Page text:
Beloved Beasts raises some of the same questions that we do about racism and discrimination against women. 1 Michelle Nijhuis confronts the darker side of conservation, long shadowed by racism and colonialism, notes that "humans are capable of protecting the rest of life from ourselves" (p. 212), and argues that the practice of conservation biology "can't be left only to the biologists." (p. 212)
The Knowledge Translation Gap
We also can apply the Knowledge Translation Gap in which it's argued that we must use what we know on behalf of other animals and we already know enough to so. The ideas behind the Knowledge Translation Gap are closely related to the Precautionary Principle.
Basically, the knowledge translation gap refers to the practice of ignoring tons of science showing that other animals are sentient beings and going ahead and causing intentional harm in human-oriented arenas. On a broad scale, it means that what we now know about animal cognition and emotion needs to be translating it into an evolution in human attitudes and practices. A good but depressing anti-scientific example of the knowledge translation gap is found in the wording of the Federal Animal Welfare Act, which explicitly excludes rats and mice from the kingdom Animalia , although a first-grader knows that rats and mice are animals.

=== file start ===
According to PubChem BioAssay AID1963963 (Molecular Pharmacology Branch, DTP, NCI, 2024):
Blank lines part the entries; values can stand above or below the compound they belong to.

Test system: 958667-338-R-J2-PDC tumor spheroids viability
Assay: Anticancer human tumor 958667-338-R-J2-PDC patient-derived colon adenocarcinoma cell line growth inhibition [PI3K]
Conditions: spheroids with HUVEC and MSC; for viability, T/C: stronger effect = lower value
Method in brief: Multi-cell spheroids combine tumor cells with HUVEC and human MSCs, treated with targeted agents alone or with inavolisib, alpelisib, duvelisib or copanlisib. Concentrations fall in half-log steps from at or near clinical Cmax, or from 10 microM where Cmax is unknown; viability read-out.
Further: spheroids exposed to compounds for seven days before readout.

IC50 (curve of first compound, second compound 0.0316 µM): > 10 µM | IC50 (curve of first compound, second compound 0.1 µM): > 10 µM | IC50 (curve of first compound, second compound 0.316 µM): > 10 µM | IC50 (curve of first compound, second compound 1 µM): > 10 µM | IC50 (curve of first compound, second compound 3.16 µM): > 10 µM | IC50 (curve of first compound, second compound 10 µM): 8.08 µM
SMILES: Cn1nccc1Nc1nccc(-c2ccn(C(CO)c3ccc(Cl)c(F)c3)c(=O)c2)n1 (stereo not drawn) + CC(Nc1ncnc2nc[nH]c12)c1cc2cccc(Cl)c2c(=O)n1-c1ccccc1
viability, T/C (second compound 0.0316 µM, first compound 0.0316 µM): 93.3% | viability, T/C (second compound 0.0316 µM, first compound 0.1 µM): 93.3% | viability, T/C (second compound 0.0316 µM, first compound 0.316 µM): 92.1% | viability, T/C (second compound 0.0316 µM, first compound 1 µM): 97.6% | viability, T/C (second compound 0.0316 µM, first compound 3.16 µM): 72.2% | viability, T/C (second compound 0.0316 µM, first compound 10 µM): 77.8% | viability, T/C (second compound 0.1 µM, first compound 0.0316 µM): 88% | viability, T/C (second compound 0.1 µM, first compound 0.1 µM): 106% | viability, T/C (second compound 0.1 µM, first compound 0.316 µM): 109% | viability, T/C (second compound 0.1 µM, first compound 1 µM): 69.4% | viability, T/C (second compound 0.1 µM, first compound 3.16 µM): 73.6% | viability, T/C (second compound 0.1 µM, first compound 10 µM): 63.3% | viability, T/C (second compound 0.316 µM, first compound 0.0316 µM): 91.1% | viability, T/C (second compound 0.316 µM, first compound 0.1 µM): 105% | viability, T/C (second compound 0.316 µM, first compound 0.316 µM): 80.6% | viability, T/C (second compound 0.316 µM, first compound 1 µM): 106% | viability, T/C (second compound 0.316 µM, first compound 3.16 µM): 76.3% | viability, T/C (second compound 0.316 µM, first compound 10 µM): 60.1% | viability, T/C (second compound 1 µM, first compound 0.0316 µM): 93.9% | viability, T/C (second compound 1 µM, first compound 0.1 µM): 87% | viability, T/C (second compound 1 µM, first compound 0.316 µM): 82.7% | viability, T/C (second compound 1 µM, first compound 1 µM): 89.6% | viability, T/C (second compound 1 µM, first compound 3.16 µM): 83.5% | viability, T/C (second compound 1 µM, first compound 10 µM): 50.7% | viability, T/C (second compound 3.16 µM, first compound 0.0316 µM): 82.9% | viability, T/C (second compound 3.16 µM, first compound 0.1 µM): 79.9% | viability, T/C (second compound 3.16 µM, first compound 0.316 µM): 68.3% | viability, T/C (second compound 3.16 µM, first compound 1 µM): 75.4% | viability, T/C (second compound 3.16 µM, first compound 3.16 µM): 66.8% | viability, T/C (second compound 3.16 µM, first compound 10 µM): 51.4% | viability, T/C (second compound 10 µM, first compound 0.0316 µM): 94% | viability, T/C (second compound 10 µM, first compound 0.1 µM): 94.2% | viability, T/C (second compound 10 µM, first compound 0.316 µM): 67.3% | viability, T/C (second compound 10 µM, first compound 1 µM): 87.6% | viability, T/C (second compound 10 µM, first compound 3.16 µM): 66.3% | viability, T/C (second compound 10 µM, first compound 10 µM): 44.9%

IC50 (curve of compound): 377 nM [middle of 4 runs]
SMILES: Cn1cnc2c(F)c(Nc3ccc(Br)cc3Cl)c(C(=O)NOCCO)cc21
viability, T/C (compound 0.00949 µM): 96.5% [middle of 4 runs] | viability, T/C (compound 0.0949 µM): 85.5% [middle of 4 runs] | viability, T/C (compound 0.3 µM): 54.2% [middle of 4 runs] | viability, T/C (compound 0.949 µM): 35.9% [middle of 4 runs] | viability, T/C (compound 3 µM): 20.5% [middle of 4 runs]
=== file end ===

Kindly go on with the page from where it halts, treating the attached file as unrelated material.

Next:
A consideration of the two questions from the seventh-grade students: "How much more information do we need to stop hurting animals?" and (2) "Why do so many scientists avoid talking about animal emotions?" also can be handled by applying the Precautionary Principle and bridging the Knowledge Translation Gap, and I carefully explained to them why this is so. They had no trouble understanding what I said.
There are no reasons why we cannot use the Precautionary Principle and bridge the Knowledge Translation Gap in conservation protocols and in determining how we should use other animals in other venues. We know enough right now and have known enough for decades to confidently state that other animals are sentient and feeling beings and should be treated with compassion and respect.
Some people are content to repackage the message that "we need to do better," engage in humane-washing and compassion-washing, and continue to do things that severely compromise the well-being of other animals. They also say they're doing the best they can so that makes what they're doing acceptable, or that the animals really don't have the rich and deep emotional lives although solid data clearly shows they do.